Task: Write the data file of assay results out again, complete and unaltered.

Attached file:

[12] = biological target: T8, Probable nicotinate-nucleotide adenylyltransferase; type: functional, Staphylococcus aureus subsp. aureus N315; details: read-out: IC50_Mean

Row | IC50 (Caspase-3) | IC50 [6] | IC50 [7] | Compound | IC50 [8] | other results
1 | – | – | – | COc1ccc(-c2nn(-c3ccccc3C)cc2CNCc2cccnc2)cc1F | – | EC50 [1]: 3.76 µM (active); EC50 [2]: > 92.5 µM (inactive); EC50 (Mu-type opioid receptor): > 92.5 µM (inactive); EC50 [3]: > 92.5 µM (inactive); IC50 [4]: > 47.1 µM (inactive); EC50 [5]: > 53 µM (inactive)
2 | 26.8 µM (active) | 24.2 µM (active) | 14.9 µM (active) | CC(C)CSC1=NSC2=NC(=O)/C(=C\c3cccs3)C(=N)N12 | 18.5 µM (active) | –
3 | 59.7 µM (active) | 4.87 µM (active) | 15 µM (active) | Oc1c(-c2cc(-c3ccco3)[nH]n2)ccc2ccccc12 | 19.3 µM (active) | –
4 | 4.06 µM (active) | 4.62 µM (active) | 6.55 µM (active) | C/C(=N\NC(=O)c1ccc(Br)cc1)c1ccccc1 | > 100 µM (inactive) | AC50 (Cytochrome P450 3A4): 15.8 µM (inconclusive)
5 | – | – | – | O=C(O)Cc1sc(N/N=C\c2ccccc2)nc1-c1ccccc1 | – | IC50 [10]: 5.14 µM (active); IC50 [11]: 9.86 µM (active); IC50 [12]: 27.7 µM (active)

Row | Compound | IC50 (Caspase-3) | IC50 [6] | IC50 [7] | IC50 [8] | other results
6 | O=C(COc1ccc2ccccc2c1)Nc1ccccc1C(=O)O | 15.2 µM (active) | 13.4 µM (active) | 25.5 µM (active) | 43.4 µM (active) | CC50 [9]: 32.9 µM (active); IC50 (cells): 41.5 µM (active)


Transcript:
[12] = biological target: T8, Probable nicotinate-nucleotide adenylyltransferase; type: functional, Staphylococcus aureus subsp. aureus N315; details: read-out: IC50_Mean

Row | IC50 (Caspase-3) | IC50 [6] | IC50 [7] | Compound | IC50 [8] | other results
1 | – | – | – | COc1ccc(-c2nn(-c3ccccc3C)cc2CNCc2cccnc2)cc1F | – | EC50 [1]: 3.76 µM (active); EC50 [2]: > 92.5 µM (inactive); EC50 (Mu-type opioid receptor): > 92.5 µM (inactive); EC50 [3]: > 92.5 µM (inactive); IC50 [4]: > 47.1 µM (inactive); EC50 [5]: > 53 µM (inactive)
2 | 26.8 µM (active) | 24.2 µM (active) | 14.9 µM (active) | CC(C)CSC1=NSC2=NC(=O)/C(=C\c3cccs3)C(=N)N12 | 18.5 µM (active) | –
3 | 59.7 µM (active) | 4.87 µM (active) | 15 µM (active) | Oc1c(-c2cc(-c3ccco3)[nH]n2)ccc2ccccc12 | 19.3 µM (active) | –
4 | 4.06 µM (active) | 4.62 µM (active) | 6.55 µM (active) | C/C(=N\NC(=O)c1ccc(Br)cc1)c1ccccc1 | > 100 µM (inactive) | AC50 (Cytochrome P450 3A4): 15.8 µM (inconclusive)
5 | – | – | – | O=C(O)Cc1sc(N/N=C\c2ccccc2)nc1-c1ccccc1 | – | IC50 [10]: 5.14 µM (active); IC50 [11]: 9.86 µM (active); IC50 [12]: 27.7 µM (active)

Row | Compound | IC50 (Caspase-3) | IC50 [6] | IC50 [7] | IC50 [8] | other results
6 | O=C(COc1ccc2ccccc2c1)Nc1ccccc1C(=O)O | 15.2 µM (active) | 13.4 µM (active) | 25.5 µM (active) | 43.4 µM (active) | CC50 [9]: 32.9 µM (active); IC50 (cells): 41.5 µM (active)